How to Travel Sustainably in Namibia

Rust red sand dunes, ancient rock paintings and huge tracts of pristine wilderness: it’s not hard to see why so many travellers are choosing Namibia. The country has seen a huge increase of tourist numbers year on year, and with growing visitor numbers comes increasing pressure to cater for the growing tourism trade. So how can you choose responsibly when you’re travelling in Namibia?


The good news it’s easy to make good choices here. Despite its phenomenal growth, Namibia has developed on a gradual scale with small guesthouses and private farms offering personal attention. With Namibia emerging as an off the beaten track destination, we've witness tourism grow in a positive way in country. There are many initiatives that go hand in hand with Responsible Travel.

Here are five ways you can travel sustainably and support Responsible Travel initiatives that I witnessed during my trip to Namibia.

Choose Solar Power

Solar Panels in Namibia

With an average of 300 days of sunshine per year, 'off the grid' lodges have grown in Namibia, with solar power being a common source of electricity. As a renewable resource, we witnessed solar power being used in approximately a third of the properties we stayed at, most commonly in the desert region of Sossusvlei.

Help Water Conservation Efforts

There are accommodation providers in Namibia that provide a bucket to catch water from the shower when in use. Described as 'grey water' the water resource is used for cleaning purposes and for watering plants.

Top tip: The tap water in Namibia is drinkable. For remote areas such as Etosha National Park, traveller can purify water with a UV steriliser or through boiling water to avoid plastic waste.

Create Employment Opportunities for Locals

Local staff, Namibia

As well as qualified guides, there are many lodges in private reserves such as Onkonjima Lodge and Waterberg Wilderness Lodge that pride themselves on hiring local villagers and inhabitants. The hospitality industry owes much to tourism and by hiring locally you’re making sure your money goes towards the community. The surrounding areas of Waterberg National Park have an unemployment rate of 45% amongst the Herero Community. Waterberg Wilderness Lodge are an important employer and provide training opportunities for the local population.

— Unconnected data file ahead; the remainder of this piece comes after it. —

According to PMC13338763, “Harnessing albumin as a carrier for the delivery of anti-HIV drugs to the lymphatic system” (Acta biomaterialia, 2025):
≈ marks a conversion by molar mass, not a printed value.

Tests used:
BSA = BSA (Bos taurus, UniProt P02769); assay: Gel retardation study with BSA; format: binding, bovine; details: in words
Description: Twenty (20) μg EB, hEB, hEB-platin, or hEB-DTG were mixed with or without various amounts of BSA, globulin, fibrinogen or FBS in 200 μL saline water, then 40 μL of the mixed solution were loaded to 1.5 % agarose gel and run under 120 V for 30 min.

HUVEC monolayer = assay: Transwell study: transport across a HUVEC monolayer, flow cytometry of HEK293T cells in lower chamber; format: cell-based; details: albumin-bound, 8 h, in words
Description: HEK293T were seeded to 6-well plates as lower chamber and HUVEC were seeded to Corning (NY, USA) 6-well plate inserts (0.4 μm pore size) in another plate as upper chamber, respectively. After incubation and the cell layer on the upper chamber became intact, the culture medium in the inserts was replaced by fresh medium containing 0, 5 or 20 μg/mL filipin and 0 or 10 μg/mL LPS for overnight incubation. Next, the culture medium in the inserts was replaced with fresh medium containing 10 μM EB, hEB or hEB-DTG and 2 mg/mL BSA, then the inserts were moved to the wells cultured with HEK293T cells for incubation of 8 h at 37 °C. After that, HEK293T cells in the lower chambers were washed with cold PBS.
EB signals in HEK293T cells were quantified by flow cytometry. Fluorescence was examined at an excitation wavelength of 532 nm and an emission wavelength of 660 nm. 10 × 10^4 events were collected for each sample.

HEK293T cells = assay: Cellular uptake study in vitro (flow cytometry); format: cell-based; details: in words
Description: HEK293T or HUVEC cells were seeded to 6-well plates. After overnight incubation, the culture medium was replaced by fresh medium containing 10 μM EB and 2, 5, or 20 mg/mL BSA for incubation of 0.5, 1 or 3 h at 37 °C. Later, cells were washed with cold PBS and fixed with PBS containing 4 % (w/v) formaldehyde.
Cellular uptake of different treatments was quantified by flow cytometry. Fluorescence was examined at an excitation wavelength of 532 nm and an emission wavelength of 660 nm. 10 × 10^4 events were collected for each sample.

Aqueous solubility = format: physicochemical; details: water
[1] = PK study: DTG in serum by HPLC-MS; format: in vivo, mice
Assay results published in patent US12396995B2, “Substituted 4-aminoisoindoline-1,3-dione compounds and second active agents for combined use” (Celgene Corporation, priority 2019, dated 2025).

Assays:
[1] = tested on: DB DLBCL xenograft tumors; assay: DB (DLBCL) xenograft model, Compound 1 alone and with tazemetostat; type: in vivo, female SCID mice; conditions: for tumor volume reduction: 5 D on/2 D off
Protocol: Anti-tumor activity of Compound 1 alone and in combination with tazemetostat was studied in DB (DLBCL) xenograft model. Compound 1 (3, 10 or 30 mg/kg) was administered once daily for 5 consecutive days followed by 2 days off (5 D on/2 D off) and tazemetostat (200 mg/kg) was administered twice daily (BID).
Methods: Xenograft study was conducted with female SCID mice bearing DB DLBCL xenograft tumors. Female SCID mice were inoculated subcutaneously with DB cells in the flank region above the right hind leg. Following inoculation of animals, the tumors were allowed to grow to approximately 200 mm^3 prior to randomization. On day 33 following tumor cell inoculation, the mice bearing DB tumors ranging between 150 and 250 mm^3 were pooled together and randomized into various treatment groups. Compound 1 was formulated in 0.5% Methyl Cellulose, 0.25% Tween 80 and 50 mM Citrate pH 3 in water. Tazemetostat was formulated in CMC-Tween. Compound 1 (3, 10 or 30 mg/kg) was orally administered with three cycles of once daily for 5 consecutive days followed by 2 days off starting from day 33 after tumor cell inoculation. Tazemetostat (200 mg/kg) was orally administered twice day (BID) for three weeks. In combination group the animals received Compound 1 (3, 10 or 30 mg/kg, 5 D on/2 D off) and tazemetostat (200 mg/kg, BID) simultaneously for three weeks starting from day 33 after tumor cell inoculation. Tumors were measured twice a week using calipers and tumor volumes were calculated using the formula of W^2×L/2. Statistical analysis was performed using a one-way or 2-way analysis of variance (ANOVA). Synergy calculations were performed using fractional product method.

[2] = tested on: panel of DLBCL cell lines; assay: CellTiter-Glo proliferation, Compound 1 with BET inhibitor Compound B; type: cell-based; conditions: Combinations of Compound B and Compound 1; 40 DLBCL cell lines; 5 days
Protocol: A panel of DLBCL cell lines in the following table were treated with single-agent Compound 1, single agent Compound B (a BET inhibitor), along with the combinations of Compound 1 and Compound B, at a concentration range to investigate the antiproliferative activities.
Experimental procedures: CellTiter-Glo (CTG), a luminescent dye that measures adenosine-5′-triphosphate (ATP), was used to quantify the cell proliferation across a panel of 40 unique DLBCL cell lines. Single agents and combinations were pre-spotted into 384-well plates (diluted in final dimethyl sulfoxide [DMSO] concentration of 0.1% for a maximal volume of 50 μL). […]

Top tip: There is a communal tipping box that is divided amongst all staff members at the property. It provides a hassle-free alternative to tipping staff members individually.

Support Animal Conservation

Cheetahs at the Namib Carnivore Conservation Centre

One example property that I witnessed on my trip to Namibia was the Africat Foundation at the Okonjima Lodge. The foundation works alongside the farming community to alleviate livestock losses by predators and works to rehabilitate injured carnivores. With 20,000 hectares of land, cheetahs can be radio tracked for close sightings and a percentage of the profit from the lodge is used to fund the Africat Foundation. With tourism hand in hand with animal conservation, a cheetah bush walk is an experience to remember.

Lower Your Carbon Footprint by Camping

Camping in Namibia

With most guest farms and lodges catering for a wide range of budgets and tastes, for me there is no greater way to experience the scenic beauty of Namibia then by camping. Campsites in Namibia are generally well cared for, clean and tidy, with facilities of a reasonable standard. It is low impact method of travel that Exodus can offer on both a tailormade basis and group basis.

Choose to travel responsibly in Namibia

Exodus adventures in Namibia follow all these tips. Our scheduled group departures use carefully sourced accommodation as described above, and we include activities that are beneficial to local communities.

If you’d rather have a bespoke experience, Thidara works in our Tailormade Team and can create a unique Namibia experience just for you. Contact Thidara  to create your own bespoke trip to Namibia! Email [email protected] or give her a call on 020 8772 3874.

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